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Dog Sledding in Wyoming

DAY TWO Something about the 9,000-foot altitude of Brooks Lake Lodge, or maybe the pile of blankets and comforters in my woodstove-heated cabin, or possibly the huge helpings of roast lamb and raspberry cheesecake served last night, makes getting out of bed difficult. There are eight cabins set apart from the main lodge; mine, Mountain Man, is decorated with steel traps, snowshoes, and a log-frame bed—somewhere between kitsch and cheerful appreciation of Western tradition.

I finally roll out and head to the yard, where the dogs spent the night leashed outside. It was bitterly cold, but sled dogs are bred to withstand low temperatures. During serious races, like the Iditarod, mushers run mostly at night, when it's 20 or 30 below, so their teams don't overheat.

Yesterday I managed to memorize about half the dogs' names. There's Kanobe, the headstrong leader; Curly, a big white youngster; and whip-smart Libby. My favorite is Rose, a beige female who's always the first to lie down with her head on her paw when the sled comes to a stop. Something about her slacker ethic appeals to me.

We set out after breakfast on a 22-mile southward course that winds around the shoulders of forested hills. In the distance the weathered rock spires of Pinnacle Butte emerge from behind a shroud of clouds. The only flaw is the recurrent roar of snowmobiles, their deafening robo-mosquito rr-rr-rr ripping the air as they lumber past in long lines, belching smoke. "Sled-heads," Aaron calls them.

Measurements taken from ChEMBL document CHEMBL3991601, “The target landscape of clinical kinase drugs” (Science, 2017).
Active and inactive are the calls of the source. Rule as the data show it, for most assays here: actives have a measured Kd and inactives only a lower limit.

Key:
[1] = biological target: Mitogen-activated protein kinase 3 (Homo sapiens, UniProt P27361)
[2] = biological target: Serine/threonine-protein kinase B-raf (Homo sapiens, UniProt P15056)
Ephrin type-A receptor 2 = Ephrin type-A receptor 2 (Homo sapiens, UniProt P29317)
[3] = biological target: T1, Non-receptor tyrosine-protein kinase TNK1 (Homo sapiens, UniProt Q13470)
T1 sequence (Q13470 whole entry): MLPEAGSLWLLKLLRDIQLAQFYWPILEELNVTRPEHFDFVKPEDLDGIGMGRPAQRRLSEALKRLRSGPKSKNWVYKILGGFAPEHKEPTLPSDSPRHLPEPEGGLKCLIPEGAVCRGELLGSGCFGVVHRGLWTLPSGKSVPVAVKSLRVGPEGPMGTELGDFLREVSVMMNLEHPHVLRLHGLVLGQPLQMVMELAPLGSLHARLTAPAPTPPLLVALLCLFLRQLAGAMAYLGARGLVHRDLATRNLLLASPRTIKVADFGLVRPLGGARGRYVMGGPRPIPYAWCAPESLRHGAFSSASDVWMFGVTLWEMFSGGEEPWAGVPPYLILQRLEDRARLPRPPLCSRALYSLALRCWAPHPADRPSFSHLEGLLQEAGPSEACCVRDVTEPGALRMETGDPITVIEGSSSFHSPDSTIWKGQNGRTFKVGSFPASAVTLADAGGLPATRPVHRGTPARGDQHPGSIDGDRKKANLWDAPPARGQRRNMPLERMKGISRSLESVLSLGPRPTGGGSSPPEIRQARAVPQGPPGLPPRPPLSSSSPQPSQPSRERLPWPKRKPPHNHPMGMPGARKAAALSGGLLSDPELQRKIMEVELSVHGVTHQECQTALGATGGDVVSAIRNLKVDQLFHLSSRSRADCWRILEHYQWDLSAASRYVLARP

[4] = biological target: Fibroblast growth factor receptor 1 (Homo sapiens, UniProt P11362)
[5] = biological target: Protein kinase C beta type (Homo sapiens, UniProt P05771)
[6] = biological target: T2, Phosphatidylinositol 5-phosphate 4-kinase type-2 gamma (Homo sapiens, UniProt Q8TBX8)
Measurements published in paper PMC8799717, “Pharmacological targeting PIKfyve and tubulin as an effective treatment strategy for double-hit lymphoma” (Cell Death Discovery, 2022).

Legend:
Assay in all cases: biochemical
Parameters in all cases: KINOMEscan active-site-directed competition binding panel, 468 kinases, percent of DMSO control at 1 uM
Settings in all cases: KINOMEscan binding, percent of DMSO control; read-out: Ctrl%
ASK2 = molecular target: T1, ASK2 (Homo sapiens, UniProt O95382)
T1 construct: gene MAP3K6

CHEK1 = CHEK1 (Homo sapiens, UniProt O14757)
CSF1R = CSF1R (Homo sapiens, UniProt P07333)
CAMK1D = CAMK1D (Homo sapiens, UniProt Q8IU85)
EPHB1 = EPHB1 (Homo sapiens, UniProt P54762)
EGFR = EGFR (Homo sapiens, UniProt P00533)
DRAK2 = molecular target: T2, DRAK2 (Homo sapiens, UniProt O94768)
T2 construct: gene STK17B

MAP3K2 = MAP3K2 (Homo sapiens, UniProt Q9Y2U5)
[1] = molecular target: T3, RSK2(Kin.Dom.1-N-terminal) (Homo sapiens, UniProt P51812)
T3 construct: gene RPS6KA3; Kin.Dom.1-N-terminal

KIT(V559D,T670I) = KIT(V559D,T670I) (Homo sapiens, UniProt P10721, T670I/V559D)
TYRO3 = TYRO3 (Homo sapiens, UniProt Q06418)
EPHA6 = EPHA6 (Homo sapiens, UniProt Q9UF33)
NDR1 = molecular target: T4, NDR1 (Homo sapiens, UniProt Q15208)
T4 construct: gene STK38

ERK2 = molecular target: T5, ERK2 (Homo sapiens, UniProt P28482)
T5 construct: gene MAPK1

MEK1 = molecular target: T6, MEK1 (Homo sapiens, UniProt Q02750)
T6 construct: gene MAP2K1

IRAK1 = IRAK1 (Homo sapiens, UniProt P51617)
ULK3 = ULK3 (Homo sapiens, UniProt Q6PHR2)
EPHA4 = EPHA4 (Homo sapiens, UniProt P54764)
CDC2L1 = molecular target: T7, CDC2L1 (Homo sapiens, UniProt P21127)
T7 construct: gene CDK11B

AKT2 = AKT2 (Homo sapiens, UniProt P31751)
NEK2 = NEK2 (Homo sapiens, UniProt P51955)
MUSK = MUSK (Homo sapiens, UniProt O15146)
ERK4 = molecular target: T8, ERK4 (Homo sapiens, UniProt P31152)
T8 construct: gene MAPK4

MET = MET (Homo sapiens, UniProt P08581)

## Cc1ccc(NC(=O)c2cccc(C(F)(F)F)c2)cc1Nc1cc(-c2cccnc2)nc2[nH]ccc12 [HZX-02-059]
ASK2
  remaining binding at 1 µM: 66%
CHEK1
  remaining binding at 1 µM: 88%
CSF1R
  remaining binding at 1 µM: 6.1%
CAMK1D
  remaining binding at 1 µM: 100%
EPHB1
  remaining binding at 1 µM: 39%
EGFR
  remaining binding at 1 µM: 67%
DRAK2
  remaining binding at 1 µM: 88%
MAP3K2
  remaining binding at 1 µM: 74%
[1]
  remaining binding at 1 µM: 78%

I've begun to get a feel for riding, the way the back end of the sled slews out on turns, and have learned to help pivot it by dragging a leg in the snow. When the dogs are running fast, their sheer delight in speed infects us. Aaron takes corners harder and faster, and we whoop as we career down increasingly difficult slopes, the other sleds close behind.

"The next hill is pretty steep," Aaron tells me, but he doesn't ask me to get into the basket, so I figure I can handle it. The trail gets narrower, the descent steeper. We crouch low as the snow flies past and the sled starts to swing out toward the trees. We bounce, the sled kicks up onto one rail and twists sideways. Suddenly, I'm tumbling on the hard, icy snow, strangely calm until I realize that the team behind us is about to run me over. I curl into a ball just as a dog steps on my face. I wait for the sled to hit me, but nothing happens. I slide to a stop and open my eyes. Aaron is laughing. "That's the best I've seen all season."

Ah, yes, I think, brushing off snow and waiting for the pain to start: the Bonus Package.


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